St. Paul's Lutheran Church

Close this search box.

The “formula” of salvation seems to puzzle people and all too often wrong conclusions are drawn, and people step outside of the clear teaching of the Scripture to answer questions. For example, one of the most difficult questions in Christendom is, “Why are some people saved and not others”, and this question has haunted theologians for centuries.

Pelagianism, the heresy summarized last week, seeks to answer the question by looking at the human will, giving credit for salvation to the individual who ‘chooses’ or ‘wills’ himself to God’s grace (presupposing that every person has a little good in him to do this). Historic or strict Calvinism, on the other hand, seeks to answer the question by making both salvation AND damnation a choice of God.

According to the French theologian and Protestant reformer John Calvin (1509-1564), God, in His secret will, before the creation of the universe, chose those who would be saved and those who would be damned, that because God is sovereign, no one escapes His will, and all things happen just as He desires. The following is from The Institutes of Religion, the doctrinal work of Calvin which is the basis for Reformed/Calvinist theology:

By predestination we mean the eternal decree of God, by which He determined with Himself whatever He wished to happen with regard to every man. All are not created on equal terms, but some are pre-ordained to eternal life, others to eternal damnation; and, accordingly, as each has been created for one or the other of these ends, we say that he has been predestined to life or to death.

Institutes of the Christian Religion 3.21.6

As far as their Scriptural interpretation, Calvinists will skirt around passages such as, “For God so loved the world that He gave His only Son, that whoever believes in Him shall not perish but have eternal life” (John 3:16) and “God desires all people to be saved and come to the knowledge of the truth” (1 Timothy 2:4) by either applying a far less used translation of a word or changing the meaning of a word altogether. For example, in Greek, the word for world is “cosmos.” The most common use of this word both in the Scripture and in ancient Greek is “world” or “whole world” and is unrestrictive. Calvinists will employ a far less common use and say that world in John 3:16 means “peoples of the world.” Yet there is no context to suggest changing the word’s meaning in the John 3 text. Similarly, the word for all in 1 Timothy 2:4 is a form of the Greek word “pas”. This word, by definition, means “all”, but Calvinists will say that it means “all kinds,” thereby opening the door to the implication that God does NOT want to save “all” people, but “all kinds” of people. But again, the context in this passage does not afford this use of the word.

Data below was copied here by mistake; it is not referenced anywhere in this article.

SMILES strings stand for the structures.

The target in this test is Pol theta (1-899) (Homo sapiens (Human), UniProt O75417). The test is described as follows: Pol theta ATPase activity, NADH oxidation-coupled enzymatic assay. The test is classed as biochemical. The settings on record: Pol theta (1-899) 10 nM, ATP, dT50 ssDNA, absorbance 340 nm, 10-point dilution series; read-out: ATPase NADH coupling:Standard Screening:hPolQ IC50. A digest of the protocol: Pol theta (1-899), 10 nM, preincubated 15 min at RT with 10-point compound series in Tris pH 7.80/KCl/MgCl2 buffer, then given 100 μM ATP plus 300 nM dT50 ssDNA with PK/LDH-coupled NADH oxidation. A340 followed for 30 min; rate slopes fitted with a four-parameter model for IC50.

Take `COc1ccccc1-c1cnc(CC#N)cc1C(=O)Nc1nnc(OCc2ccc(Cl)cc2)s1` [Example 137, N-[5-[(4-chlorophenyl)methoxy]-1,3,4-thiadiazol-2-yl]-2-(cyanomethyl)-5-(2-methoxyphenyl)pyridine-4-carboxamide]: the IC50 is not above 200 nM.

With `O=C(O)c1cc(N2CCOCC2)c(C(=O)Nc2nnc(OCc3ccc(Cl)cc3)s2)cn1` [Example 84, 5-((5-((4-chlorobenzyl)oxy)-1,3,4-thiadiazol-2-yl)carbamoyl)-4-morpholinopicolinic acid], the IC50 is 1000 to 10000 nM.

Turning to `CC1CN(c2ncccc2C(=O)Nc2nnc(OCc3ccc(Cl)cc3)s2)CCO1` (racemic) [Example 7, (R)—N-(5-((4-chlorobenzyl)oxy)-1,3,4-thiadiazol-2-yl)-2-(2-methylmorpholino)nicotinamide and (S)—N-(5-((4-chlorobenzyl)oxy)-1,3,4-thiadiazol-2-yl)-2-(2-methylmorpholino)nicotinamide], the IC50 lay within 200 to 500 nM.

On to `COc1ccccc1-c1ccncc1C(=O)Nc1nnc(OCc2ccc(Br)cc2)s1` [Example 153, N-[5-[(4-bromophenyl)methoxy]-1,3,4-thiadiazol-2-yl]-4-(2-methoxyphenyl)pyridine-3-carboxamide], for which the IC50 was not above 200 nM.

Ultimately, both Pelagianism and Calvinism seek to answer the question of why some people are saved and others not. In both cases, rationalizations and assumptions are made, and conclusions are drawn that the Scripture does not itself draw. The BEST way to answer the question is to simply let the Scripture speak for itself. Because of passages like Romans 3:20-22, Ephesians 2:8-9, Ephesians 1:4-5, Ephesians 1:11, John 1:12-13, etc. the Scripture clearly teaches that the work of salvation is entirely in God’s hands and not by human will or decision. At the same time, the Scripture is also clear that those who will be condemned on the Day of Judgment will be on account of their own rejection of God’s mercy, just as we read in passages like Romans 8:7, John 3:18-19, Ezekiel 18:32, Ezekiel 33:11.

This leaves us unable to satisfactorily answer the question of why some are saved and others not, why some continue to reject Christ and His salvation. Historically, this is called the crux theologorum or the “cross of the theologian” because it leaves an uncomfortable place in our heart; a question we can’t answer. But it is better we live faithfully by not trying to answer questions not answered in the Scripture than it is to live heretically by asserting man’s opinions into the Scripture.

There is more to say about this heresy, and this only scratches the surface. You can read the full article in the August 2023 edition of Lutheran Witness. You can subscribe online or order the printed subscription. If you already get Lutheran Witness, you’ll find this article on page 21.